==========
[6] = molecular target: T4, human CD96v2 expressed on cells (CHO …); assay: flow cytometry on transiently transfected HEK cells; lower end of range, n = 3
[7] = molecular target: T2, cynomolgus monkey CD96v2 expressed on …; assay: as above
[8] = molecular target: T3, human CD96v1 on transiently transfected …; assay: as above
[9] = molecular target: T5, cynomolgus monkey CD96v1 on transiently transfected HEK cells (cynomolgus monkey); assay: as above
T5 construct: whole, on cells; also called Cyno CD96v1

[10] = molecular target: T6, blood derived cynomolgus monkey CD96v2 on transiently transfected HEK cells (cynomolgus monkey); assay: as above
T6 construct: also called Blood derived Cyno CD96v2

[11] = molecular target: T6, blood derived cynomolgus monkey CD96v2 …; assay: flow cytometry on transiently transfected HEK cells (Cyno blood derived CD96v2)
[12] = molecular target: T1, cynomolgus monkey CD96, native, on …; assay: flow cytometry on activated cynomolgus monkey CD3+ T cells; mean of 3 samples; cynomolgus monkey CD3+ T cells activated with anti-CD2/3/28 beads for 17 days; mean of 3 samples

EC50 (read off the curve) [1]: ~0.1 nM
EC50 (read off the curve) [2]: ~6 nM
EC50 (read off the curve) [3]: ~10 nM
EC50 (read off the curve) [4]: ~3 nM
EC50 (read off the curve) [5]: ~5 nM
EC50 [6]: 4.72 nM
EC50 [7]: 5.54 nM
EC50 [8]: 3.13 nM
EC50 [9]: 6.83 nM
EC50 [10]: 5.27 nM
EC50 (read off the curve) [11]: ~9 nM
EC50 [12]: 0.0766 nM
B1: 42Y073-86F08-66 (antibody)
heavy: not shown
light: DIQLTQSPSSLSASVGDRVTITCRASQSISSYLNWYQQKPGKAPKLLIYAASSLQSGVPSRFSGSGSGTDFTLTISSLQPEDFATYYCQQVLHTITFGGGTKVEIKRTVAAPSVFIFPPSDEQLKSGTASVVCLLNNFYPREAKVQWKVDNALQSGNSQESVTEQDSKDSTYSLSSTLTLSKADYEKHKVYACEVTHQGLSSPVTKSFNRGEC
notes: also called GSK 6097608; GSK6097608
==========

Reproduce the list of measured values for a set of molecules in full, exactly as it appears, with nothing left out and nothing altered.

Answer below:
[6] = molecular target: T4, human CD96v2 expressed on cells (CHO …); assay: flow cytometry on transiently transfected HEK cells; lower end of range, n = 3
[7] = molecular target: T2, cynomolgus monkey CD96v2 expressed on …; assay: as above
[8] = molecular target: T3, human CD96v1 on transiently transfected …; assay: as above
[9] = molecular target: T5, cynomolgus monkey CD96v1 on transiently transfected HEK cells (cynomolgus monkey); assay: as above
T5 construct: whole, on cells; also called Cyno CD96v1

[10] = molecular target: T6, blood derived cynomolgus monkey CD96v2 on transiently transfected HEK cells (cynomolgus monkey); assay: as above
T6 construct: also called Blood derived Cyno CD96v2

[11] = molecular target: T6, blood derived cynomolgus monkey CD96v2 …; assay: flow cytometry on transiently transfected HEK cells (Cyno blood derived CD96v2)
[12] = molecular target: T1, cynomolgus monkey CD96, native, on …; assay: flow cytometry on activated cynomolgus monkey CD3+ T cells; mean of 3 samples; cynomolgus monkey CD3+ T cells activated with anti-CD2/3/28 beads for 17 days; mean of 3 samples

EC50 (read off the curve) [1]: ~0.1 nM
EC50 (read off the curve) [2]: ~6 nM
EC50 (read off the curve) [3]: ~10 nM
EC50 (read off the curve) [4]: ~3 nM
EC50 (read off the curve) [5]: ~5 nM
EC50 [6]: 4.72 nM
EC50 [7]: 5.54 nM
EC50 [8]: 3.13 nM
EC50 [9]: 6.83 nM
EC50 [10]: 5.27 nM
EC50 (read off the curve) [11]: ~9 nM
EC50 [12]: 0.0766 nM
B1: 42Y073-86F08-66 (antibody)
heavy: not shown
light: DIQLTQSPSSLSASVGDRVTITCRASQSISSYLNWYQQKPGKAPKLLIYAASSLQSGVPSRFSGSGSGTDFTLTISSLQPEDFATYYCQQVLHTITFGGGTKVEIKRTVAAPSVFIFPPSDEQLKSGTASVVCLLNNFYPREAKVQWKVDNALQSGNSQESVTEQDSKDSTYSLSSTLTLSKADYEKHKVYACEVTHQGLSSPVTKSFNRGEC
notes: also called GSK 6097608; GSK6097608